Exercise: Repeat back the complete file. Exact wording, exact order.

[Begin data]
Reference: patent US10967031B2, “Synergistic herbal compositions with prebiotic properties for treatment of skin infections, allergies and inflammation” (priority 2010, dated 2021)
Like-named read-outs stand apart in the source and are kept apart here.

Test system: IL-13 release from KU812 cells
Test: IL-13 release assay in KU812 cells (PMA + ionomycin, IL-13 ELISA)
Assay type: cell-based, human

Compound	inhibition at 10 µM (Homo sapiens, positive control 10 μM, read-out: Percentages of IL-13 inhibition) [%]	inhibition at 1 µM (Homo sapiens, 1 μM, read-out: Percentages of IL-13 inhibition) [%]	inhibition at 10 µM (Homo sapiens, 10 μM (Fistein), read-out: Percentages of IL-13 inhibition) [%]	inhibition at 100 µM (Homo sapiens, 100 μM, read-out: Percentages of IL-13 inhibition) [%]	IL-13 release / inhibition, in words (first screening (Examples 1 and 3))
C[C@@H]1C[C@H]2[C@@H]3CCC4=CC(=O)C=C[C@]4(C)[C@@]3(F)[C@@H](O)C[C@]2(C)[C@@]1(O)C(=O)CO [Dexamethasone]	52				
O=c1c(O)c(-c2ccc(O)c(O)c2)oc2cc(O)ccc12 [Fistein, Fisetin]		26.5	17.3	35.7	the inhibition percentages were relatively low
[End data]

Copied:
Reference: patent US10967031B2, “Synergistic herbal compositions with prebiotic properties for treatment of skin infections, allergies and inflammation” (priority 2010, dated 2021)
Like-named read-outs stand apart in the source and are kept apart here.

Test system: IL-13 release from KU812 cells
Test: IL-13 release assay in KU812 cells (PMA + ionomycin, IL-13 ELISA)
Assay type: cell-based, human

Compound	inhibition at 10 µM (Homo sapiens, positive control 10 μM, read-out: Percentages of IL-13 inhibition) [%]	inhibition at 1 µM (Homo sapiens, 1 μM, read-out: Percentages of IL-13 inhibition) [%]	inhibition at 10 µM (Homo sapiens, 10 μM (Fistein), read-out: Percentages of IL-13 inhibition) [%]	inhibition at 100 µM (Homo sapiens, 100 μM, read-out: Percentages of IL-13 inhibition) [%]	IL-13 release / inhibition, in words (first screening (Examples 1 and 3))
C[C@@H]1C[C@H]2[C@@H]3CCC4=CC(=O)C=C[C@]4(C)[C@@]3(F)[C@@H](O)C[C@]2(C)[C@@]1(O)C(=O)CO [Dexamethasone]	52				
O=c1c(O)c(-c2ccc(O)c(O)c2)oc2cc(O)ccc12 [Fistein, Fisetin]		26.5	17.3	35.7	the inhibition percentages were relatively low